connecting chapters/chapter introductions

Writing a thesis, or indeed an academic book, means constructing an extended argument. One common problem in writing a very long text is that it’s not hard in 80,000 to 100,000 words for the reader to get lost in between chapters – they aren’t sure of the connection of one to the other and of how they work together to advance the case being made, move by move. And sometimes the writer can get lost too! That’s because chapters are often written in a different order to the order in which they are read, and sometimes they are written at very different times. Of course, sometimes the text is written straight through. But whatever the circumstances, it’s easy for both reader and writer to get lost in the overall argument because there is just soooo much detail to cover.

Here is one way to address the getting lost problem and one that many thesis writers find helpful. Confident and clever writers will find their own way to connect chapters together, but if you’re feeling a bit stuck this will help. It’s just a simple frame to use at the beginning of each new chapter. The frame – link, focus, overview – can be used for writing the first draft of the whole text. Because it’s a bit formulaic, it’s helpful to play with it on the second and third drafts so it reads more easily. But even when playing with it, keep the three moves because this is a good way to keep yourself as writer, and the reader, on track.

Paragraph One: LINK
Make a connection to what has immediately gone before. Recap the last chapter. In the last chapter I showed that… Having argued in the previous chapter that… As a result of x, which I established in the last chapter….. It is also possible to make a link between this chapter and the whole argument… The first step in answering my research question (repeat question) .. was to.. . In the last chapter I …

Paragraph Two: FOCUS
Now focus the reader’s attention on what this chapter is specifically going to do and why it is important. In this chapter I will examine.. I will present… I will report … This is crucial in (aim of thesis/research question) in order to….

Paragraph Three: OVERVIEW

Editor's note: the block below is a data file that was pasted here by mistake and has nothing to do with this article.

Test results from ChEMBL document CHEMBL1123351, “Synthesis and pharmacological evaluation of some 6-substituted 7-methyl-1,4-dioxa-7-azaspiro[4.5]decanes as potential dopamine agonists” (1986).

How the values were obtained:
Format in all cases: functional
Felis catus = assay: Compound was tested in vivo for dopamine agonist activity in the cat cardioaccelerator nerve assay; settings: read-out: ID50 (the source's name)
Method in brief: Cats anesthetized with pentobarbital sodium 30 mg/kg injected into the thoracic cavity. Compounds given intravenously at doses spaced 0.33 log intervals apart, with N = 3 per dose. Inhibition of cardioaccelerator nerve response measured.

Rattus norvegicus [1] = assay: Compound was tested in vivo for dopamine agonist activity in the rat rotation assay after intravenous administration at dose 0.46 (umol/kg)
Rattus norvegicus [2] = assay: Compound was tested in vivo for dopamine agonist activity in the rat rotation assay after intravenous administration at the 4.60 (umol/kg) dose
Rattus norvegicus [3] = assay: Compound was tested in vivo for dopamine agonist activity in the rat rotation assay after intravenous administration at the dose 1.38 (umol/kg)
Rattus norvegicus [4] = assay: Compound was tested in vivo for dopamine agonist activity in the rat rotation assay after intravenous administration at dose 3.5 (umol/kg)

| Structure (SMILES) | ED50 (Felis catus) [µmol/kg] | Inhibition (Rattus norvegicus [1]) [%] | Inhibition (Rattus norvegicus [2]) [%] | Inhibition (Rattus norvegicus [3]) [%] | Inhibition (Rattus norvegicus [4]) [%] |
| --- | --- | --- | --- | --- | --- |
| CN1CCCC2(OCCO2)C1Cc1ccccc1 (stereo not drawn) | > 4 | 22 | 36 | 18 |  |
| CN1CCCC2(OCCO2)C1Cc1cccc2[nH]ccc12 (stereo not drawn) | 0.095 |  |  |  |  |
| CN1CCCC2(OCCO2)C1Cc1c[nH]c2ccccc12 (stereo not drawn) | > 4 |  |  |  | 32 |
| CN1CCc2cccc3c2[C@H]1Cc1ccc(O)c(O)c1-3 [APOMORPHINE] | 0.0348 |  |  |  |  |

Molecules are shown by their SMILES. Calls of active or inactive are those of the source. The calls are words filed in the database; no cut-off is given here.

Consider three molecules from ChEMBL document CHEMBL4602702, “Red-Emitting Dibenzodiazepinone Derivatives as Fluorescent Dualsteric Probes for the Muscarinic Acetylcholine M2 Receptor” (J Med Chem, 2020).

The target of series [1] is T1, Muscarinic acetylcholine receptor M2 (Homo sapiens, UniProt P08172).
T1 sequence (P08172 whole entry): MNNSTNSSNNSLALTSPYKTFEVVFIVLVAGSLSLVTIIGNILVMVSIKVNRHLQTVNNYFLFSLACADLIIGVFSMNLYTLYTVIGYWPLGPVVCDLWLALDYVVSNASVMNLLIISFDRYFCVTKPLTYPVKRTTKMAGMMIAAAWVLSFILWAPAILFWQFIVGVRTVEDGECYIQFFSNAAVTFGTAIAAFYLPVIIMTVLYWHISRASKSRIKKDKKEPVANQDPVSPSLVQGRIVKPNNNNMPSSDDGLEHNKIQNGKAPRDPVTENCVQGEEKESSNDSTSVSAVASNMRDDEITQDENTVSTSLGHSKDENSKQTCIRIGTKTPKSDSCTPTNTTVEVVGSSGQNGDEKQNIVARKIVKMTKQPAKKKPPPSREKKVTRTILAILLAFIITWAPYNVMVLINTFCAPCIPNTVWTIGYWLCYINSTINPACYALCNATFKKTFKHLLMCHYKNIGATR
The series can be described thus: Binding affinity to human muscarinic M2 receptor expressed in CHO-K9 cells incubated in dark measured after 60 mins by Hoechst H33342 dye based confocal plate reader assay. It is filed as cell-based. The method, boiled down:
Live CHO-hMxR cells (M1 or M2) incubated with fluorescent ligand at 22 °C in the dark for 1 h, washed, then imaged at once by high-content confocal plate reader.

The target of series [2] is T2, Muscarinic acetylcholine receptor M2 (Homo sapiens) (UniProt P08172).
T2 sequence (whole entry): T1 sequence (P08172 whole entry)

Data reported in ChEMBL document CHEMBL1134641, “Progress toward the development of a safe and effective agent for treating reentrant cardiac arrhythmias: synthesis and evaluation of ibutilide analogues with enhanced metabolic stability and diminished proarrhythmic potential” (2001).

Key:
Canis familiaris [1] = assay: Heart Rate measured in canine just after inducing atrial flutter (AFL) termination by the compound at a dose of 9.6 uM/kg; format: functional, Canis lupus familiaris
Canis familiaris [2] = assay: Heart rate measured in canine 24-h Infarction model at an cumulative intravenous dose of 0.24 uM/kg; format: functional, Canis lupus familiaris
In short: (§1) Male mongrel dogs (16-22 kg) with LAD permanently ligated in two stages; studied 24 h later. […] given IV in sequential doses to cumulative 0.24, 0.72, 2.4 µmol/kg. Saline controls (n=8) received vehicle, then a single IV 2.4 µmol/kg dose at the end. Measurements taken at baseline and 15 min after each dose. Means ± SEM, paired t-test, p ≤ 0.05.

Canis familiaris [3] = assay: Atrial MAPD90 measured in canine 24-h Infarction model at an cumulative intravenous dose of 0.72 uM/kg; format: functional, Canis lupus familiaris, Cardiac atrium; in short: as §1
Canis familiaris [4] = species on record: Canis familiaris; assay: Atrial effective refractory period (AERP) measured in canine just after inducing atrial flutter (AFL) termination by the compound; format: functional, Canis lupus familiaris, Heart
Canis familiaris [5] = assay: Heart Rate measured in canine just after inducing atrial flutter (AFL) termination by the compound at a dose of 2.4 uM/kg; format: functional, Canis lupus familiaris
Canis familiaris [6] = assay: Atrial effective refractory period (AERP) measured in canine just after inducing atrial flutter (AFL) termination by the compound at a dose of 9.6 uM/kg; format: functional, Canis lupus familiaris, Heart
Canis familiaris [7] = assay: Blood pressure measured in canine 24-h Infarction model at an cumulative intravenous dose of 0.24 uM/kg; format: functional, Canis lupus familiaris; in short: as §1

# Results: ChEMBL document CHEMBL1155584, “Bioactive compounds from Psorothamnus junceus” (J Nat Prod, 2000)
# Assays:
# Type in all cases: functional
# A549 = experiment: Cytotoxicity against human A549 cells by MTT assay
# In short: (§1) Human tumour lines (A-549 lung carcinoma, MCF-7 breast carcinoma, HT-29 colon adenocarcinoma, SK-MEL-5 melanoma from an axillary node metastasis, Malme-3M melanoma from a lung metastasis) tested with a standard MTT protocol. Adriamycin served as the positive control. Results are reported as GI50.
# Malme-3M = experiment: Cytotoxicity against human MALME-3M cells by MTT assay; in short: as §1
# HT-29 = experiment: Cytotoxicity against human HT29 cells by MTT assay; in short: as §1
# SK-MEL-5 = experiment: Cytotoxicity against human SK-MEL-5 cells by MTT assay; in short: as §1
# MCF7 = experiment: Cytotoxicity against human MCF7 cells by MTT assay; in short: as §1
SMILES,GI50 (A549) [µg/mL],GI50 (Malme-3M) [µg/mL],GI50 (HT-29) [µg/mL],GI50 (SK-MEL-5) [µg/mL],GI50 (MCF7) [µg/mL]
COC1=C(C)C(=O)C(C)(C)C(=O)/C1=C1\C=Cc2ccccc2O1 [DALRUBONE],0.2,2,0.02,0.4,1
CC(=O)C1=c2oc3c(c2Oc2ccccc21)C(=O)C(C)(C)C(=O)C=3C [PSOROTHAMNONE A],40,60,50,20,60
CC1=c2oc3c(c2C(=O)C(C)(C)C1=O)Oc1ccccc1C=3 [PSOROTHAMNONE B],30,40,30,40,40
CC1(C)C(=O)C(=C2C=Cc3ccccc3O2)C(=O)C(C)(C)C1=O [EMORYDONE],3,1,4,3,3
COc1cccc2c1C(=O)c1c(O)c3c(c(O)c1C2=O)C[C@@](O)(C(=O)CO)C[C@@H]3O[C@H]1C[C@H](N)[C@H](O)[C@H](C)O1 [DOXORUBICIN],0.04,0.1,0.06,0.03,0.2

The third paragraph simply outlines the way that you are going to achieve the aim spelled out in the previous paragraph. It’s really just a statement of the contents in the order that the reader will encounter them. It is important to state these not simply as topics, but actually how they build up the internal chapter argument… I will begin by examining the definitions of, then move to seeing how these were applied… I first of all explain my orientation to the research process, positioning myself as a critical scholar.. I then explain the methodology that I used in the research, arguing that ethnography was the most suitable approach to provide answers to the question of…

Now, as I said, this is pretty mechanical and it doesn’t make for riveting reading. It’s meant for conventional theses and not those that break the mould. However, the bottom line is that it’s better to be dull and establish coherence and flow between chapters, than to have the reader, particularly if it’s your supervisor or the examiner, wondering what’s going on and how what they are now reading links back to what has gone before, and what the chapter is going to do. And if you’re the writer, it really does help keep you on the straight and narrow.

This post is the first of a four part series suggesting one strategy for achieving flow. Read the rest here, here and here.

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About pat thomson

Pat Thomson is Professor of Education in the School of Education, The University of Nottingham, UK
This entry was posted in argument, chapter, coherence, flow, overview, thesis and tagged , , , , . Bookmark the permalink.

13 Responses to connecting chapters/chapter introductions

  1. ‘Mechanical’ approaches to specific aspects of writing can be life savers, both for the writer and the reader. Thanks for sharing that way of linking chapters/chapter introductions. I’ll definitely keep that in mind for an upcoming book project (as the on I am in the process of writing right now is more a “mosaic” approach than a traditional one on a more focused subject).

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  3. SheriO says:

    I notice that you are speaking in the first person in some of the sentence starters. Thanks for that, Pat.

  4. theresa-j@sky.com says:

    Dear Pat   This is to say that I greatly appreciate your posts, so relevant and helpful. There….I’ve found a moment to thank you.   I’m sure I speak for a large number of researchers.   Best wishes   Rev’d Theresa

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  7. Renald Morris says:

    Dear Pat. Good pointers and perfect timing for me as I have just started my writing. Thanks

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  12. Nat says:

    Hi Pat, I used this framework yesterday. What a great tool! It was useful in structuring my writing in relation to my question and aims. It also provided me with a structure to work from. Thank you.

  13. Reblogged this on TouRNet and commented:
    …good helpful tips to help in the process of writing

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